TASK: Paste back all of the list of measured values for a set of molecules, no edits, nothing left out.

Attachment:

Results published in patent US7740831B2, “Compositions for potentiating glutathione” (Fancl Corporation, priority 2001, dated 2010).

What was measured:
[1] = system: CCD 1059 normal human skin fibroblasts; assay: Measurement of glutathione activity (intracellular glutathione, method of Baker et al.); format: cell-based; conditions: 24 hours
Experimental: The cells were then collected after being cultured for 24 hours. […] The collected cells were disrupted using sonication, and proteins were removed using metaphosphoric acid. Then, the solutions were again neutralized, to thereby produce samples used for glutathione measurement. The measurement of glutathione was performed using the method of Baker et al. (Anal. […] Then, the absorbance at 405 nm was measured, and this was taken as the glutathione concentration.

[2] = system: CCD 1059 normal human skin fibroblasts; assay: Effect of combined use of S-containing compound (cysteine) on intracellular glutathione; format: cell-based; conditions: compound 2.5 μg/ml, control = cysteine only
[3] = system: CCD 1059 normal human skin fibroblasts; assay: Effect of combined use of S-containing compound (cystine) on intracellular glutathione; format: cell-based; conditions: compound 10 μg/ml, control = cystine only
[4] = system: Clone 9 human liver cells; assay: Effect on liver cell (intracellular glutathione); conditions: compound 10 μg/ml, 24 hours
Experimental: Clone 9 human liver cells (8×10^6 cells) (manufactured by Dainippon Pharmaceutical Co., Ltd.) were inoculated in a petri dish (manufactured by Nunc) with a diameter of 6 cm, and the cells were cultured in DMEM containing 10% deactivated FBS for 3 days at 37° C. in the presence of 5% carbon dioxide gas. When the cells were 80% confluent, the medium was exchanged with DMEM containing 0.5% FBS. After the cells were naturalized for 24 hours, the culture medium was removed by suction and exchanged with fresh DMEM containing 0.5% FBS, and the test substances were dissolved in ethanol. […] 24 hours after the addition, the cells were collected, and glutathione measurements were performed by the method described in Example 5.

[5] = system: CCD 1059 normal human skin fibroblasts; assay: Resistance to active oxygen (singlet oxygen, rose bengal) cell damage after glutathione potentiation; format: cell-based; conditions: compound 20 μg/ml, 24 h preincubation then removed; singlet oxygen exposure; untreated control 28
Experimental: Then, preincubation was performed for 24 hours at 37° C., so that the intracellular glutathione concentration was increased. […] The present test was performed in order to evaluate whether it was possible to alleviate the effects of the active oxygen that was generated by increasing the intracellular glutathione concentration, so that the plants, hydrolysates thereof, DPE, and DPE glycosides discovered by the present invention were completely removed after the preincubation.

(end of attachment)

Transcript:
Results published in patent US7740831B2, “Compositions for potentiating glutathione” (Fancl Corporation, priority 2001, dated 2010).

What was measured:
[1] = system: CCD 1059 normal human skin fibroblasts; assay: Measurement of glutathione activity (intracellular glutathione, method of Baker et al.); format: cell-based; conditions: 24 hours
Experimental: The cells were then collected after being cultured for 24 hours. […] The collected cells were disrupted using sonication, and proteins were removed using metaphosphoric acid. Then, the solutions were again neutralized, to thereby produce samples used for glutathione measurement. The measurement of glutathione was performed using the method of Baker et al. (Anal. […] Then, the absorbance at 405 nm was measured, and this was taken as the glutathione concentration.

[2] = system: CCD 1059 normal human skin fibroblasts; assay: Effect of combined use of S-containing compound (cysteine) on intracellular glutathione; format: cell-based; conditions: compound 2.5 μg/ml, control = cysteine only
[3] = system: CCD 1059 normal human skin fibroblasts; assay: Effect of combined use of S-containing compound (cystine) on intracellular glutathione; format: cell-based; conditions: compound 10 μg/ml, control = cystine only
[4] = system: Clone 9 human liver cells; assay: Effect on liver cell (intracellular glutathione); conditions: compound 10 μg/ml, 24 hours
Experimental: Clone 9 human liver cells (8×10^6 cells) (manufactured by Dainippon Pharmaceutical Co., Ltd.) were inoculated in a petri dish (manufactured by Nunc) with a diameter of 6 cm, and the cells were cultured in DMEM containing 10% deactivated FBS for 3 days at 37° C. in the presence of 5% carbon dioxide gas. When the cells were 80% confluent, the medium was exchanged with DMEM containing 0.5% FBS. After the cells were naturalized for 24 hours, the culture medium was removed by suction and exchanged with fresh DMEM containing 0.5% FBS, and the test substances were dissolved in ethanol. […] 24 hours after the addition, the cells were collected, and glutathione measurements were performed by the method described in Example 5.

[5] = system: CCD 1059 normal human skin fibroblasts; assay: Resistance to active oxygen (singlet oxygen, rose bengal) cell damage after glutathione potentiation; format: cell-based; conditions: compound 20 μg/ml, 24 h preincubation then removed; singlet oxygen exposure; untreated control 28
Experimental: Then, preincubation was performed for 24 hours at 37° C., so that the intracellular glutathione concentration was increased. […] The present test was performed in order to evaluate whether it was possible to alleviate the effects of the active oxygen that was generated by increasing the intracellular glutathione concentration, so that the plants, hydrolysates thereof, DPE, and DPE glycosides discovered by the present invention were completely removed after the preincubation.